Single Action vs. Double Action: A Guide For Beginners

single vs double action

If you’re new to guns, you’ve undoubtedly been hearing a lot of words and phrases and firearms-related terminology that you have little to no knowledge about.

Today, we’re going to talk about the terms single action and double action (as well as DAO, or double action only, and hammer fired and striker fired).

If you’re experienced with guns already, then you probably already know what each of these terms mean (or at least you should), and you can quit reading now. But if you’re new to guns and have no idea what those terms mean, then you’ll definitely want to keep reading and because these are some of the most basic of gun-related phrases out there and you need to know what they mean.

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Why Knowing These Terms Is Important

It’s important that you know these terms so you can have a more complete understanding of the different types of guns that are out there, which in turn will allow you to make a more educated decision on what to carry.

A single action only vs. a double action/single action or double action only pistol, for instance, can have huge implications on your training and proficiency with your weapon.

Now, finally, let’s talk about what these terms really made.


Single Action or Double Action?

Originally, the terms single action or double action applied only to revolvers, but with the development and evolution of firearms technology they have come to refer to semi-autos as well.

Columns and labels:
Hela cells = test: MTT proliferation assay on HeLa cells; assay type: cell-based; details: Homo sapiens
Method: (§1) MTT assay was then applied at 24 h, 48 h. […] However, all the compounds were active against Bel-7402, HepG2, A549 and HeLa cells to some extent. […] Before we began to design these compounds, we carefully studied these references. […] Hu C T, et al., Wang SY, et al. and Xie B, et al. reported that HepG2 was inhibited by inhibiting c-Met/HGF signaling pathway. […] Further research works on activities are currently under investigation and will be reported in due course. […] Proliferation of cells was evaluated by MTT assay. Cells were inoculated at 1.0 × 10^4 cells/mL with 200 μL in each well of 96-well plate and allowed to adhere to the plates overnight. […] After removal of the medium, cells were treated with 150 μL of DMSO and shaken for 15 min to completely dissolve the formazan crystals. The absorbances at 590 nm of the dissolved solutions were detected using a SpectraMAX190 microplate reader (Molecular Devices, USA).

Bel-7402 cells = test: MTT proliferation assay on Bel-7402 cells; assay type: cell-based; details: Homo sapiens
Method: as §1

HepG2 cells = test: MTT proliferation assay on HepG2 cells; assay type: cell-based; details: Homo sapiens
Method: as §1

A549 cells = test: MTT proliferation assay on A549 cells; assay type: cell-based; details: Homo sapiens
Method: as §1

The terms we will discuss are:

  • Single Action (SA)
  • Double Action (DA)
  • Double Action/Single Action (DA/SA)
  • Single Action Only (SAO)
  • Double Action Only (DAO)

So, what do each of these terms mean?

In the case of a hammer fired weapon, you have two modes: you can either fire the weapon with the hammer pulled back for a short and crisp trigger pull, or single action, or you can fire the weapon with the hammer down for a long and typically grittier trigger pull, or double action.

SAO means that the weapon can only be fired in single action mode, and typically applies to pistols. SAO can also be used to refer to striker fired pistols that have a consistently short trigger pull as well, such as Glock or the Smith & Wesson M&P, or to hammer fired pistols that must always have the hammer back to fire as well, such as the Colt 1911 or the Ruger LCP II.

DAO means that the weapon can only be fired in double action mode, and typically applies to pistols. Examples include the DAO variants of the Beretta 92 and SIG P226 DAK, or it can also sometimes refer to striker fired pistols such as Glock or M&P that are designed with a much heavier trigger pull (such as some police departments like the New York Police Department require). It can also apply to revolvers that have a covered up hammer so they can only be fired in the DA mode only, such as the Ruger LCR or Smith & Wesson 442/642.

DA/SA refers to weapons, and usually semi-automatic pistols, that can be fired in DA or SA mode. The first trigger pull is long and in the DA mode, while all subsequent trigger pulls are in the shorter and crisper SA trigger mode, until the weapon is either empty or safely decocked. Examples include the Beretta 92, SIG P226, Walther P99, and the HK USP. Most DA/SA are hammer fired, but exceptions apply, as a few striker fired pistols like the P99 are DA/SA.

DA is typically used to refer to double action revolvers that can be fired in double action or have the hammer pulled back for single action, and in modern cases, with a swing out cylinder. This includes guns like the Ruger GP100 or the Smith & Wesson 686.

SA is typically used to refer to single action revolvers that can only be fired in single action mode after the hammer is pulled. This includes iconic revolvers like the Colt Peacemaker (AKA the Colt Single Action Army) or the Ruger Vaquero.